No matter how high you’ve climbed, no matter how many accolades lay at your feet, you should always be packing for the next expedition. Resting on your laurels is akin to greasing the rails of a sled balanced precipitously on a long, steep slope that goes nowhere but down. Trade in those comfortable slippers for a grappling hook. At different points in their careers each of the Pack had the opportunity to cash in his chips and say, “Man, that was one wild, swinging ride.” Instead they informed the dealer, “Sling ‘em, baby, I’m feeling lucky.”
Broads come and go but pallies are forever.
Romantic love has it’s place, but abandoning your pals for your current fling was akin to selling the ranch to go play a bit part in an Off Broadway western. An army of women marched through the Pack’s circle, they even married some of them, but the circle remained unbroken.
To be a good leader sometimes you have to be a bad man.
Nobody truly respects a thoroughly nice guy. Every great leader has a mean streak and Frank certainly had his. Glad-handing might earn you good will, but respect won’t follow unless they understand that hand knows how to ball into a fist. Frank could be the most giving, generous, and kindest pal in the world, but his clan understood that if you crossed him you’d better know how to duck.
When in doubt, swing.
In both senses of the verb. The Pack were firm adherents of the idea that there are few situations a good right hook or wild party won’t make more interesting.
Learn to take a punch.
Punches come in all shapes and from all directions: emotional, vocational and, yes, physical. Somewhere along the line it became standard behavior to admit your hurt, to cry over your pain, to bemoan the meanies who would do such a terrible thing, and finally to solicit hugs to make the hurt go away. The Rat Pack had a whole different idea. They understood that anyone who steps into the ring of a life worth living is going to get hit. A lot. And when you did, you didn’t run to your corner and weep, you rolled with it and angled for a vicious counter-punch.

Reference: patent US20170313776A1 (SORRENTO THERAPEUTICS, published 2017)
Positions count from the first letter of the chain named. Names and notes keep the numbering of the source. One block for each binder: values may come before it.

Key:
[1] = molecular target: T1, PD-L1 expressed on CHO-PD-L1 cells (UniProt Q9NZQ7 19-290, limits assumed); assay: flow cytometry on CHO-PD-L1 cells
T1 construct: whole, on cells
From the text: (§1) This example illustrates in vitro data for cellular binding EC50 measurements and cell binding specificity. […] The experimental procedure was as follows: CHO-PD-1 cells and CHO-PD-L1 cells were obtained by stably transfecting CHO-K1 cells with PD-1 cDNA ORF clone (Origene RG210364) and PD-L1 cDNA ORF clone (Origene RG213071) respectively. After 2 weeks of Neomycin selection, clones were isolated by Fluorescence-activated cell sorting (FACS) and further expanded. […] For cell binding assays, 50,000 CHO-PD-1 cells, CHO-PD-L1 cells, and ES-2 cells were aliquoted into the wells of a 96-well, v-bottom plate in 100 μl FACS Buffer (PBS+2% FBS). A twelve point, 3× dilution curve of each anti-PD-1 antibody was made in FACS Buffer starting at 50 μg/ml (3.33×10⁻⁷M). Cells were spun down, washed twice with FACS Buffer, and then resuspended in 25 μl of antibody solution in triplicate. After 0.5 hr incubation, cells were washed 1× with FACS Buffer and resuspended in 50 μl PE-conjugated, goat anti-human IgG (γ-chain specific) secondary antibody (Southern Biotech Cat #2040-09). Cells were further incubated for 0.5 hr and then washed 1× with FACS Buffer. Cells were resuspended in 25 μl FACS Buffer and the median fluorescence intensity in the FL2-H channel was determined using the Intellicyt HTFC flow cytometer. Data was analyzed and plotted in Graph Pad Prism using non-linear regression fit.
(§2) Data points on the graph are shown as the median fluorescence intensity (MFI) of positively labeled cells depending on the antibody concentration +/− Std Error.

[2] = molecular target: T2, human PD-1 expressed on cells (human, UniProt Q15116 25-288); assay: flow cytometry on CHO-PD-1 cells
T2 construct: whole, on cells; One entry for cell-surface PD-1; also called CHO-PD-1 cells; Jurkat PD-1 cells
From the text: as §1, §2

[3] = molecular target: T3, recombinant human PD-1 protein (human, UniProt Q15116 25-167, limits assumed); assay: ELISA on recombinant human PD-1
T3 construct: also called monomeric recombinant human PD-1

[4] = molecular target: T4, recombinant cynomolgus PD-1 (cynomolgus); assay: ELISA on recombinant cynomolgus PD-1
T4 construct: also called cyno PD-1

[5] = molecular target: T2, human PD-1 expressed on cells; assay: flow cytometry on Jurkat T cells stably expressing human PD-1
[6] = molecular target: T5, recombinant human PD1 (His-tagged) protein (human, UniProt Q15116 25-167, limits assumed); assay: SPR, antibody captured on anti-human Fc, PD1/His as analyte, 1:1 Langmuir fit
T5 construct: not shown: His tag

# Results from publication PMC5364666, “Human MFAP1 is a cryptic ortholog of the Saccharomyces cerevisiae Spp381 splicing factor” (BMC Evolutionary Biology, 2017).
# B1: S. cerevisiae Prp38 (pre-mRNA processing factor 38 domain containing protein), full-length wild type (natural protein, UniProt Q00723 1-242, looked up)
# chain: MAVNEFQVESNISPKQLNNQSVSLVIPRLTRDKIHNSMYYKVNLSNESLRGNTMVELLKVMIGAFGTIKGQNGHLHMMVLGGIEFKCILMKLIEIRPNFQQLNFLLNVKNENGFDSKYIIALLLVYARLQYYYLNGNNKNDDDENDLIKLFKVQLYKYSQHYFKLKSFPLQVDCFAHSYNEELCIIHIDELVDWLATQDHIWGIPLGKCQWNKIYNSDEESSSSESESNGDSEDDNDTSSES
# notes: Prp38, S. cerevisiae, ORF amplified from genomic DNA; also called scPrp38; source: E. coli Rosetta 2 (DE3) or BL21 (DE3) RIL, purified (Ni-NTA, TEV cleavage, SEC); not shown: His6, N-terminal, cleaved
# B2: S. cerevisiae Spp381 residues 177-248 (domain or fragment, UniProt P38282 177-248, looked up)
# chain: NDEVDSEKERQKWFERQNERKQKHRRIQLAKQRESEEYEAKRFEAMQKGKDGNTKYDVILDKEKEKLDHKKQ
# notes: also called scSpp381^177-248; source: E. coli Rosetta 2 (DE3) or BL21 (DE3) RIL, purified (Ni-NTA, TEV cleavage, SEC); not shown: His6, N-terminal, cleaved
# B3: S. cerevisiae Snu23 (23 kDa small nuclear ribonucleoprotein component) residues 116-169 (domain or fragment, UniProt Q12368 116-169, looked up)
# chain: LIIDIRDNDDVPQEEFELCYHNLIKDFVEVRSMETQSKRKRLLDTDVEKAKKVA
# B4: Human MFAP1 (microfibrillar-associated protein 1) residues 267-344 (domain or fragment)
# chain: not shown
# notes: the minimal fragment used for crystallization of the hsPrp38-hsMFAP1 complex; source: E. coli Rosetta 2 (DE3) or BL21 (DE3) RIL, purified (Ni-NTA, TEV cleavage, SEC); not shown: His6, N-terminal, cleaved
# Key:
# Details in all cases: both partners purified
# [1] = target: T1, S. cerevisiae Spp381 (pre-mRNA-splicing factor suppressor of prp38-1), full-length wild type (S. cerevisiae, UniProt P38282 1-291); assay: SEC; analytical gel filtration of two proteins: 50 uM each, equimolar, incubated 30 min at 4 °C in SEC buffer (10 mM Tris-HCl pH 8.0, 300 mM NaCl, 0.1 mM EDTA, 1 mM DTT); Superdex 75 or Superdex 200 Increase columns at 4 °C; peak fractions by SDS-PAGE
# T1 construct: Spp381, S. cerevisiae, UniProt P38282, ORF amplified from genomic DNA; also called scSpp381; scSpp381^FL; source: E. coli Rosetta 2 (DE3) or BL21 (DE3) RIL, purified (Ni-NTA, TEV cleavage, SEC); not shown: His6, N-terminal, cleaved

Never sweat the small stuff.
The Pack lived within the big picture, they understood that if you were reaching for the stars it didn’t matter if your shoes were untied. Today’s troubles became tomorrow’s punchline. Case in point: When Sammy became suicidally depressed about losing his eye, Frank outfitted the rest of the Pack with matching eye-patches. Sammy cast aside self-pity and got on with his life.
Only take a shot at a pal when he’s in sight.
Trading barbs with pallies is a very important part of the male experience, but repeating the same insults when they’re not around is forbidden. Case in point: Sammy would trade the most insulting of wisecracks with Frank and Dean on stage, but when he took a shot at Frank during a radio interview, the Leader wouldn’t talk to him for two months. Sammy never made that mistake again.
Money does no good sitting in your pocket.
“You gotta spend it,” Frank said. “Move it around.” The Pack knew you earned a lot more interest spreading it thick (the recipients of their legendary largess were especially interested) than letting it sit in a bank. Whaddya angling for, pal, a solid gold coffin?
A lady ain’t a tramp.
A paradox, isn’t it? They called them broads on stage and in each other’s company, and Lord knows they womanized, yet they were very nearly Victorian in manner the rest of the time. Not only did they go for the sending-flowers, opening-the-door, helping-her-into-her-coat routine, they were also more than willing to defend a lady’s honor with fisticuffs. “I may sound old fashioned,” Frank said, “but I think all women should be treated as I’d want my wife, daughters and granddaughters treated.”
There’ll be plenty of time to sleep when you’re dead.
Some broads, as Frank liked to say, look better from the rear, and he felt the same way about the dawn. Throughout his life Frank waged a very personal war against sleep, he hated the very idea of it, he considered it a miniature form of death. It was when the action stopped, when the pallies staggered home, that dark thoughts started seeping in. Avoid it as much as possible.
Never apologize for your pals.
Sinatra mixed with mobsters, Dean associated with that thug Sinatra, and Sammy, for crissakes, palled around with Anton LaVey, the founder of the Church of Satan. They, for whatever reasons, saw something in them worth bonding to and never felt the need to explain why. Hey, they may be fuck-ups, criminals and reprobates, but they’re your fuck-ups, criminals and reprobates.
Never rat on a rat.
Bogart, the original Alpha Rat, established that phrase as the gang’s motto and Frank enshrined it. “Pray silence,” was the Pack’s byword, the idea being, we’re all in this shady enterprise together, so who’s going to point fingers? Leave that to the press.
Make the most of your weaknesses.
Frank’s lack of classical training lent him the audacity to experiment with the form until he ended up creating a whole new way of singing. Dean’s ingrained misanthropy allowed him to cut the ties that would have bound him to a single genre of entertainment. You would have thought the entrenched prejudices of the day would have prevented a short, one-eyed, Jewish, black man from rising to the top of the entertainment world, but Sammy used the stark spotlight of controversy to showcase his monumental talents. Noted Sammy: “Fame comes with its own standard. A guy who twitches his lips is just another guy with a lip twitch—unless he’s Humphrey Bogart.”